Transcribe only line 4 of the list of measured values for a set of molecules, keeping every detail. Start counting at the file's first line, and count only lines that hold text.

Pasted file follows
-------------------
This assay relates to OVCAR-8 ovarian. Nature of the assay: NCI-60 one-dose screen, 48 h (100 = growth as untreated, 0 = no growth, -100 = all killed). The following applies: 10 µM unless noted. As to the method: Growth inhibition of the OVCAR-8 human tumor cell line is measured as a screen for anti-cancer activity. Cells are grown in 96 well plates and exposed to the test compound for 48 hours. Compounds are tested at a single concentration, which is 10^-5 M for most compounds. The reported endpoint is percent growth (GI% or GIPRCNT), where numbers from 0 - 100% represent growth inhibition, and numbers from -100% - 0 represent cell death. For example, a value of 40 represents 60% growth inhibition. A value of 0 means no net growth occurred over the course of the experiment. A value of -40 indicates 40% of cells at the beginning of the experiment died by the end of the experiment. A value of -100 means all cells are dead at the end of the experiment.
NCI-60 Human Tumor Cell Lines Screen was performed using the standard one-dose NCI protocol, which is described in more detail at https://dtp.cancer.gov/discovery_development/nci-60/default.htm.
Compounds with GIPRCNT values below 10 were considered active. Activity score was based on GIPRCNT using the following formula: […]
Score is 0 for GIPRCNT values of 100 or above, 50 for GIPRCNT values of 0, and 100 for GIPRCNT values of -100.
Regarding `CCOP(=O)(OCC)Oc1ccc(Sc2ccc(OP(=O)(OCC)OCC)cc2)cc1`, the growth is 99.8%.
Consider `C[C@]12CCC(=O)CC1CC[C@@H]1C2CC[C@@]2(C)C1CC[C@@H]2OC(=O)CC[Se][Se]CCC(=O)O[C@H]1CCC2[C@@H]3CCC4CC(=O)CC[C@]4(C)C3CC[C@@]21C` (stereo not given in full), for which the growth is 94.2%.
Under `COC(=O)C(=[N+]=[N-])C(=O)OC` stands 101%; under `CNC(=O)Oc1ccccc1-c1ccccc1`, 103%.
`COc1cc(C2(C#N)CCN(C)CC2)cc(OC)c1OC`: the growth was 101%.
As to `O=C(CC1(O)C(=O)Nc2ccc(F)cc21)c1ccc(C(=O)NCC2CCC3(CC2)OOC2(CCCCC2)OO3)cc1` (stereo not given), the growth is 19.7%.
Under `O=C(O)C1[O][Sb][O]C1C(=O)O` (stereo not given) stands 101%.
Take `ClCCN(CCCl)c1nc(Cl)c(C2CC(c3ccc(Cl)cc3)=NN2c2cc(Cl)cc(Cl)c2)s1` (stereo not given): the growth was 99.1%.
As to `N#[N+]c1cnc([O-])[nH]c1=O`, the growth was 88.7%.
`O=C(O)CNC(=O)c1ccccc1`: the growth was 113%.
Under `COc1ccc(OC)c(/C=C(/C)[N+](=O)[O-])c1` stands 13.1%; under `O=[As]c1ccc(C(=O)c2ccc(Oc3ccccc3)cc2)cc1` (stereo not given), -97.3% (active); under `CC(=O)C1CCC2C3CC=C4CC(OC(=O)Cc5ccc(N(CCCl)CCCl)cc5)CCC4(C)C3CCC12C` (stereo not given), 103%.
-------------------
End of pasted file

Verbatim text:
Score is 0 for GIPRCNT values of 100 or above, 50 for GIPRCNT values of 0, and 100 for GIPRCNT values of -100.